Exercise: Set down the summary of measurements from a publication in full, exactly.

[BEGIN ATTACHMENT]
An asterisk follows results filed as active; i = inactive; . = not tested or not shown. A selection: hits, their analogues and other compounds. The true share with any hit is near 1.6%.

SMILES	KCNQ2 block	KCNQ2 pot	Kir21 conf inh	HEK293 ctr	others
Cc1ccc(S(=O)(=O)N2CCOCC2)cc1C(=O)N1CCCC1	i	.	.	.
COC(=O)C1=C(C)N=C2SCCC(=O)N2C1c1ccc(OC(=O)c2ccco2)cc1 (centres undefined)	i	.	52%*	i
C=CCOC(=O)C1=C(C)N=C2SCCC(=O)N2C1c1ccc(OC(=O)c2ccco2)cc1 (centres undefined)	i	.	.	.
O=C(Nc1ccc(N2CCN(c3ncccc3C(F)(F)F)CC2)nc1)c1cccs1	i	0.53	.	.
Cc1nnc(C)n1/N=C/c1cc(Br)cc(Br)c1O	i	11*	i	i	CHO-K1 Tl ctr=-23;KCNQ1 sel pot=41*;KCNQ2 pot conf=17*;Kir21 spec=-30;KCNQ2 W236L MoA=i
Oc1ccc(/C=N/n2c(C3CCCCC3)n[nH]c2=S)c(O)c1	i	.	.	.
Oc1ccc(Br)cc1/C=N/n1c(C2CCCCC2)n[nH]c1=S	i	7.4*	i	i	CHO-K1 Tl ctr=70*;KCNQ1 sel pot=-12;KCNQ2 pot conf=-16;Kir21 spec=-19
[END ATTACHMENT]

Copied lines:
An asterisk follows results filed as active; i = inactive; . = not tested or not shown. A selection: hits, their analogues and other compounds. The true share with any hit is near 1.6%.

SMILES	KCNQ2 block	KCNQ2 pot	Kir21 conf inh	HEK293 ctr	others
Cc1ccc(S(=O)(=O)N2CCOCC2)cc1C(=O)N1CCCC1	i	.	.	.
COC(=O)C1=C(C)N=C2SCCC(=O)N2C1c1ccc(OC(=O)c2ccco2)cc1 (centres undefined)	i	.	52%*	i
C=CCOC(=O)C1=C(C)N=C2SCCC(=O)N2C1c1ccc(OC(=O)c2ccco2)cc1 (centres undefined)	i	.	.	.
O=C(Nc1ccc(N2CCN(c3ncccc3C(F)(F)F)CC2)nc1)c1cccs1	i	0.53	.	.
Cc1nnc(C)n1/N=C/c1cc(Br)cc(Br)c1O	i	11*	i	i	CHO-K1 Tl ctr=-23;KCNQ1 sel pot=41*;KCNQ2 pot conf=17*;Kir21 spec=-30;KCNQ2 W236L MoA=i
Oc1ccc(/C=N/n2c(C3CCCCC3)n[nH]c2=S)c(O)c1	i	.	.	.
Oc1ccc(Br)cc1/C=N/n1c(C2CCCCC2)n[nH]c1=S	i	7.4*	i	i	CHO-K1 Tl ctr=70*;KCNQ1 sel pot=-12;KCNQ2 pot conf=-16;Kir21 spec=-19